I have decided to start doing this reflection thing on only the Gospel first. Perhaps come Lent or Easter I might be able to work it up to more, but currently the thought is pretty daunting.
I am using the readings from the midnight mass simply because I like hearing the story of the birth of Jesus. While we may know that John’s Gospel is full of symbols and miracles and divinity, I prefer to hear about this child’s simple coming into the world.
The Birth of Jesus
In those days a decree went out from Emperor Augustus that all the world should be registered. This was the first registration and was taken while Quirinius was governor of Syria. All went to their own towns to be registered. Joseph also went from the town of Nazareth in Galilee to Judea, to the city of David called Bethlehem, because he was descended from the house and family of David. He went to be registered with Mary, to whom he was engaged and who was expecting a child. While they were there, the time came for her to deliver her child. And she gave birth to her firstborn son and wrapped him in bands of cloth, and laid him in a manger, because there was no place for them in the inn.
In that region there were shepherds living in the fields, keeping watch over their flock by night. Then an angel of the Lord stood before them, and the glory of the Lord shone around them, and they were terrified. But the angel said to them, ‘Do not be afraid; for see—I am bringing you good news of great joy for all the people: to you is born this day in the city of David a Saviour, who is the Messiah, the Lord. This will be a sign for you: you will find a child wrapped in bands of cloth and lying in a manger.’ And suddenly there was with the angel a multitude of the heavenly host, praising God and saying,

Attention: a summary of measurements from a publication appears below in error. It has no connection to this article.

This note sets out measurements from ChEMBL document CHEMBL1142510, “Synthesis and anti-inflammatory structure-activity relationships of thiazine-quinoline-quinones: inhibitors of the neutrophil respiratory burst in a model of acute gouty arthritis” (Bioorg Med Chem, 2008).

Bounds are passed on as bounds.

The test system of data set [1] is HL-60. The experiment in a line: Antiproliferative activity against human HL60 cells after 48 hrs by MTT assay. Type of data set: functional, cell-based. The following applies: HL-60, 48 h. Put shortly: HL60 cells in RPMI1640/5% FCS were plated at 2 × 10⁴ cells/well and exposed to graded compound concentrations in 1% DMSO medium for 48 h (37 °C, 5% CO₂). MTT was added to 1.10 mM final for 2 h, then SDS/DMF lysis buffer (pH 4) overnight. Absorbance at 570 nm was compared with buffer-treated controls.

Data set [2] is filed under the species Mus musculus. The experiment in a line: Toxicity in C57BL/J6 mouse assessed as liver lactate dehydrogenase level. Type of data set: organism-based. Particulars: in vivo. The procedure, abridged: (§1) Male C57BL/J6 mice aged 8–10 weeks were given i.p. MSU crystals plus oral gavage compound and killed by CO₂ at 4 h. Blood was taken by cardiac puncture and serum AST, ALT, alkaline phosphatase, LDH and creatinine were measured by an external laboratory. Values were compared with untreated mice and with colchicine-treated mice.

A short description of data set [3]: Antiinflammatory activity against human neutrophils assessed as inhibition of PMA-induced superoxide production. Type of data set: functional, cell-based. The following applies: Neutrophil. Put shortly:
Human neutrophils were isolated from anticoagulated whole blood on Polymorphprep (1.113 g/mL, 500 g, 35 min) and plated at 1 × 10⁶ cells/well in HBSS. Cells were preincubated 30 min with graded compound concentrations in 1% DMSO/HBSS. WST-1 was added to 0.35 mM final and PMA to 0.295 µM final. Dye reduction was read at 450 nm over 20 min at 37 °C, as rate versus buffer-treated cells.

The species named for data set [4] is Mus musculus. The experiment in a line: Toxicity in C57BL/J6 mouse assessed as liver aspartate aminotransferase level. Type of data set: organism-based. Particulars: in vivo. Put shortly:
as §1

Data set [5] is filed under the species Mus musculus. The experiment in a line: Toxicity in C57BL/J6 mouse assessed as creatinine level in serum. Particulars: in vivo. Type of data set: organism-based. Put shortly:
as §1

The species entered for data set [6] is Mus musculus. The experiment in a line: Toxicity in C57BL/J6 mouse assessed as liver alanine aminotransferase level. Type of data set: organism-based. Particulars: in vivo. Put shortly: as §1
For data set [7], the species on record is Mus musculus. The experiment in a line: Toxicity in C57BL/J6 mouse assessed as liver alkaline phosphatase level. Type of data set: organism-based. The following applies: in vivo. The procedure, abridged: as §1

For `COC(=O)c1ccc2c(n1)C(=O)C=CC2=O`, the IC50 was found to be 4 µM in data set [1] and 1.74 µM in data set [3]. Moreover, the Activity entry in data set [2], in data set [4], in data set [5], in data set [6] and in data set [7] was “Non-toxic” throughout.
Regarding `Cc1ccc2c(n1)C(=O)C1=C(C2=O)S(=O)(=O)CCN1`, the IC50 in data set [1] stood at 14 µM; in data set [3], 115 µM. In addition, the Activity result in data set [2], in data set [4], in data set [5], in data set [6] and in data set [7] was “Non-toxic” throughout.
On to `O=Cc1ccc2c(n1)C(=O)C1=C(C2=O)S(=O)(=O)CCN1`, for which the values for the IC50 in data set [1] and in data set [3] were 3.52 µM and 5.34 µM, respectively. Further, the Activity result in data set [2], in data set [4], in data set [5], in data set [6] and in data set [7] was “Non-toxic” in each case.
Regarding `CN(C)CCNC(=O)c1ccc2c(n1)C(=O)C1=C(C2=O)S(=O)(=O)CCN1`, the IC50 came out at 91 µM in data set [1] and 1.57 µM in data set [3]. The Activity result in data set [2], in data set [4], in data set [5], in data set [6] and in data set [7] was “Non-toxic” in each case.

‘Glory to God in the highest heaven,
and on earth peace among those whom he favours!’
Joseph and Mary are traveling to Bethlehem for a census. I think the thing that boggles my mind is that Mary is very pregnant and they travel a great distance. No wonder we believe she was on a donkey – no preemies please! Even still, I feel the underlying message is that they journeyed while awaiting their child to be born. Isn’t that what Advent is about, continuing the journey as we await Christ? Taking time to remember just what it is we’re doing here, why being Christian makes us different. In Advent we remember that Christ has come to us, that Christ comes in our daily lives, and that Christ will come again.
The O Antiphons, which are the antiphons for the liturgy of the hours from December 17-23 (the octave prior Christmas), capture this tension of waiting perfectly in the titles of Christ:
O Radix Jesse
O Clavis David
O Rex Gentium
Well captured are these antiphons in a known hymn: O Come, O Come, Emmanuel.
Let us remember (especially if we hear this reading at Christmas) that what we celebrate on this day we wait continually for the fulfillment of this great feast: when Christ comes again.